Written in an accessible manner, each chapter provides a specific policy case study to illustrate the cross-cutting themes and issues that will make it a key text for researchers and students. It also offers policy makers and practitioners a valuable insight into the complexities of balancing responsibility for protecting the young with the benefits of risk taking and the need to allow young people to experiment.
This chapter argues for a conceptual shift in our understanding of child protection. Drawing on some of the key lessons from Munro’s (2011) review of child protection, it argues that our understanding of child protection must develop from one focused on protecting younger children from abuse in the home to one incorporating the protection of older children from abuse located and experienced outside the home.
The chapter uses child sexual exploitation (CSE) as an example to illustrate the complexities of extending the child protection framework to embrace the needs of older children, particularly adolescents. It develops Munro’s call for a systemic approach to understanding the difficulties faced by those working in child protection and her request for relationship-based thinking to inform the supervision of practitioners, helping them manage the anxieties that emerge when responding to difficult and emotive casework. It argues that future policy and practice to protect children from sexual exploitation should not only be modelled on reviews of recent cases where abusers have been prosecuted. Rather than using these reviews to blame individual practitioners for failing to recognise the exploitation of a child, it calls for a more nuanced understanding of the social context in which the practitioner is functioning. This is particularly relevant for practitioners understanding the social context in which a child’s capacity to consent to sexual activity may be abused.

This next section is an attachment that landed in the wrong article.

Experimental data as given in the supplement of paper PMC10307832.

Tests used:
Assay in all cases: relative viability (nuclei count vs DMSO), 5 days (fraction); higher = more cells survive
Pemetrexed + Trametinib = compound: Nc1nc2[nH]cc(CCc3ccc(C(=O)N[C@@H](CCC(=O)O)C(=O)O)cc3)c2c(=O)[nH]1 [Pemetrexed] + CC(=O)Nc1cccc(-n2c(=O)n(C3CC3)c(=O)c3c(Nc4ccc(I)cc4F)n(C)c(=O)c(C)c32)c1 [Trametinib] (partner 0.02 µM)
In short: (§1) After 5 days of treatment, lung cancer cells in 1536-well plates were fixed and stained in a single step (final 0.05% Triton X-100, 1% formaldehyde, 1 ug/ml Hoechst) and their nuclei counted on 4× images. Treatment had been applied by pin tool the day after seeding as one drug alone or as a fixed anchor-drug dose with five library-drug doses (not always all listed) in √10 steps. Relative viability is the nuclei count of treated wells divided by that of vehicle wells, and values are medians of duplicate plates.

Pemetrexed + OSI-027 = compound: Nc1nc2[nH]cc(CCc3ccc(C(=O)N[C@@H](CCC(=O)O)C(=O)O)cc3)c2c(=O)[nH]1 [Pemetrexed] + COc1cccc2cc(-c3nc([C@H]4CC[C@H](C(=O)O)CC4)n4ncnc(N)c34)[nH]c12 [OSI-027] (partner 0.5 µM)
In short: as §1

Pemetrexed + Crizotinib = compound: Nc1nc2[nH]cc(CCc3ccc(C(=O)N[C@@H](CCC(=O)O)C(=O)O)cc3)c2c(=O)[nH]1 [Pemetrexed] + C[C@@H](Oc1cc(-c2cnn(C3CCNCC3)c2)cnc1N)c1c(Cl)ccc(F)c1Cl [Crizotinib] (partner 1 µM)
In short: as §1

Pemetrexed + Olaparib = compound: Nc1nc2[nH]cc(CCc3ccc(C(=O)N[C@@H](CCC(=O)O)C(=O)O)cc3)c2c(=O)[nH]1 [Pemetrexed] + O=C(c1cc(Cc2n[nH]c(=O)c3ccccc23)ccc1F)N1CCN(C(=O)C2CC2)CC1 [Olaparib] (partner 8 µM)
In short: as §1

I argue that relationship-based child protection interventions with older children could be enhanced through learning action partnerships (LAPs). Originally developed by staff working with the Oak Foundation developing sustainable interventions to prevent child abuse, LAPs offer a model of engaging with young people as partners, recognising their capacity either to engage or disengage from the support and protection offered by children’s services.
This chapter looks at the relationship between risk, resilience, and sexual exploitation as experienced by young people. It first defines sexual exploitation and then looks at the different types of risk factors that have been identified as making a young person vulnerable to exploitation. The chapter considers the risks that young people might face while being involved in a sexually exploitative relationship, and the interventions which might support vulnerable young people. It explores these in relation to the young person’s resilience: their capacity to manage different forms of risk. The chapter looks at the interplay between risk and resilience by referring to case-study work with 55 sexually exploited young women. The chapter then identifies a specific case study to look at resilience factors that contribute to the young person feeling stronger, more capable of recovering from abuse, and of preventing it from reoccurring.
This introductory chapter first sets out the purpose of the book, which is to examine the contested nature of policy and practice concerned with the identification and management of risk in the lives of the young. It illustrates the varying ways in which society constructs and reconstructs the definitions and parameters of risk from birth to early adulthood. The chapter addresses a number of themes that illustrate the ambiguities and tensions inherent in current policy and practice regarding children and young people. It then discusses growing up and the perception and experience of risks, categorising risk, the ‘risk society’, and the position of children and young people within risk discourse. An overview of the subsequent chapters is also presented.